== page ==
40 Under Forty: Jennifer Mercer

2013-02-01T00:00:00Z 40 Under Forty: Jennifer Mercer The Billings Gazette

Twenty-five years ago the Billings Depot was in a sorry state. The historic structure was home to roosting pigeons and vagrants who huddled around fires built in metal barrels.

But the depot started making a comeback in the middle of the 1990s thanks to the efforts of enthusiastic community leaders who were determined to rejuvenate a historic area that had provided generations of travelers with their first glimpse of Billings.

The depot was shuttered in 1979 when Amtrak passenger service ended in Billings. But in 1994, Billings Depot Inc. was formed to restore the depot and surrounding buildings.

Today, the Billings Depot operates as a special events venue for more than 100 events each year. Jennifer Mercer, the Billings Depot’s executive director, works tirelessly scheduling events and all of the associated tasks involved with running the depot.

Previously, Mercer had divided her time between the Clocktower Inn and the depot. In December, the depot’s board of directors made Mercer’s position full time.     

Describe how you got where you are in your work today.

I have been lucky enough to have some wonderful mentors in my life, and I have tried to learn from them and emulate their examples of leadership as much as possible. Being a farm kid means that hard work comes naturally, but the best piece of advice I have received to date was “find something you are passionate about and success will follow.” I love the Depot and what it offers our community, and that love makes me strive every day to make this place the very best it can be.

What’s the toughest challenge that you have faced in your business?   

Trying to learn to prioritize and execute several dozen projects that I felt were all imperative to the betterment and success of our organization, while only being at the Depot part time. I created a very long “to-do” list when I started here, and everything seemed like it needed to be done yesterday. There wasn’t enough time in the day to get it all done.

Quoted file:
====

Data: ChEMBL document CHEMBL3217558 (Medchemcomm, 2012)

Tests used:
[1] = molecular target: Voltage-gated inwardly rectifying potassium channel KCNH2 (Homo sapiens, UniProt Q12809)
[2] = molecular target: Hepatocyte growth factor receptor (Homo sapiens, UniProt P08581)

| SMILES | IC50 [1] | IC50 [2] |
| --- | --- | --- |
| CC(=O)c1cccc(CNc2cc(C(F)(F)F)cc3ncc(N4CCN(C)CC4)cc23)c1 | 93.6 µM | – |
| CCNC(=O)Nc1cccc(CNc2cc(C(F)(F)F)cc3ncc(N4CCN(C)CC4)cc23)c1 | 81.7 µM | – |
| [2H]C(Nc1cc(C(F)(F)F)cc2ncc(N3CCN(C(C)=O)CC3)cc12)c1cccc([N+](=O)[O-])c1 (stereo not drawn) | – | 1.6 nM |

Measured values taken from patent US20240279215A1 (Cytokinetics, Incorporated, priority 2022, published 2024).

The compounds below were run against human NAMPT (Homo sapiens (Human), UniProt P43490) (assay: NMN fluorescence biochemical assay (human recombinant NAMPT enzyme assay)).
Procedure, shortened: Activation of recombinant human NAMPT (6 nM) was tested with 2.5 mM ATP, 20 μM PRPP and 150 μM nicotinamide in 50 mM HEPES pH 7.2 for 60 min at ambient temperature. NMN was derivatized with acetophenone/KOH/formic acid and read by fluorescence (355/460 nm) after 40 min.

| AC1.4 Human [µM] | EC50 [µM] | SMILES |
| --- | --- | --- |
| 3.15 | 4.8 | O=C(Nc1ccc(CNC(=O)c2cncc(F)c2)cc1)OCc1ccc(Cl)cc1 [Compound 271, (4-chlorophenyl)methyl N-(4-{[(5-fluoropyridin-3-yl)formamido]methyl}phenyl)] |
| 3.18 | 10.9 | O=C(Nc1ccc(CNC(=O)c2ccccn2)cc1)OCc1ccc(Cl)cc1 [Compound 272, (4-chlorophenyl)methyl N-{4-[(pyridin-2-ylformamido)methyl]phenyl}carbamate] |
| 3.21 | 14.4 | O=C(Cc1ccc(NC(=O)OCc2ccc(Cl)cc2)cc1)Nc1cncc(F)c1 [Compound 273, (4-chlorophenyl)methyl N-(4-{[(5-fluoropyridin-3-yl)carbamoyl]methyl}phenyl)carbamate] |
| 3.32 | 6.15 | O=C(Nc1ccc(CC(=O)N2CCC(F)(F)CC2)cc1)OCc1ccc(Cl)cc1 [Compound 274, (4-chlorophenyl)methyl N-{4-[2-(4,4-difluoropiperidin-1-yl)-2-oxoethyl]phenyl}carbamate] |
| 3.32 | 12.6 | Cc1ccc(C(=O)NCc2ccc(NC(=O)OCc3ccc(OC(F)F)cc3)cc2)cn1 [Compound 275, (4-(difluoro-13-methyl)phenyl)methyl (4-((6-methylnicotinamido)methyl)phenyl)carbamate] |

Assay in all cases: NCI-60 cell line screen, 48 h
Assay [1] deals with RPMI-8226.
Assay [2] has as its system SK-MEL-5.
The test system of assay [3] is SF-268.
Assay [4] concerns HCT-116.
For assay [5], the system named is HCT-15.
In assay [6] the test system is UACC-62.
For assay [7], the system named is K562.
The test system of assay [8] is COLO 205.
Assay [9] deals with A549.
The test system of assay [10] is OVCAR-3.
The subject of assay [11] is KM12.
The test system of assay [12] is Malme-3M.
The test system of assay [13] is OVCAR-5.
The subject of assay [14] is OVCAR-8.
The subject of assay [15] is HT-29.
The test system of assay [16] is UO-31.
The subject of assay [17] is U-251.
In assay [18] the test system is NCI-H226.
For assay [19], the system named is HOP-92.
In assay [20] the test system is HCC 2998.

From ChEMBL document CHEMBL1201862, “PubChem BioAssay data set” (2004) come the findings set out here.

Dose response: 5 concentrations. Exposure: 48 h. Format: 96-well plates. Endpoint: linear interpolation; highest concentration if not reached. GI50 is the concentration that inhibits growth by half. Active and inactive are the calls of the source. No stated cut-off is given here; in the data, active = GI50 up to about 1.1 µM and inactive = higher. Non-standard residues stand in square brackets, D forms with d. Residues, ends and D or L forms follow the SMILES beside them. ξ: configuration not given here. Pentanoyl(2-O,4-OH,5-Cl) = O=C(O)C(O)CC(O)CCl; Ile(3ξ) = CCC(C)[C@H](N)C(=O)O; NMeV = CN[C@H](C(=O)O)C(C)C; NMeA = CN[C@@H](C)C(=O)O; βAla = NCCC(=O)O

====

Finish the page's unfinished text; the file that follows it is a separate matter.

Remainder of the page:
What did you learn from that challenge?   

I learned that working into the wee hours of the night is usually the only way to really get things done. My productivity is much higher without all the normal little interruptions throughout the 8-5 workday. 

If you could make one positive change in Billings, what would it be? 

I would love to see our community come together to build a community resource center for homelessness that would include a new shelter for women and families, job skills training and resources to help many of the homeless struggling with mental illness and substance abuse. 

Aside from profit and loss, how do you measure success in your job?   

Our customer satisfaction ratings are very important to us. We strive to offer our clients the most beautiful facility in the city, accompanied by service that exceeds their expectations. If we haven’t accomplished those things, we haven’t succeeded.

Which living person do you most admire?   

Steve Wahrlich, the owner of the Clocktower Inn. He has been a tremendous mentor and coach, and I am thankful for his example of leadership every day.

What do you consider your greatest achievement?  

Receiving the award as the “outstanding graduate of the marketing program” at MSU Billings while starting and operating a business full time was one of my favorite achievements.

I’m happiest when I’m…

Scuba diving in the Caribbean.

Copyright 2015 The Billings Gazette. All rights reserved. This material may not be published, broadcast, rewritten or redistributed.

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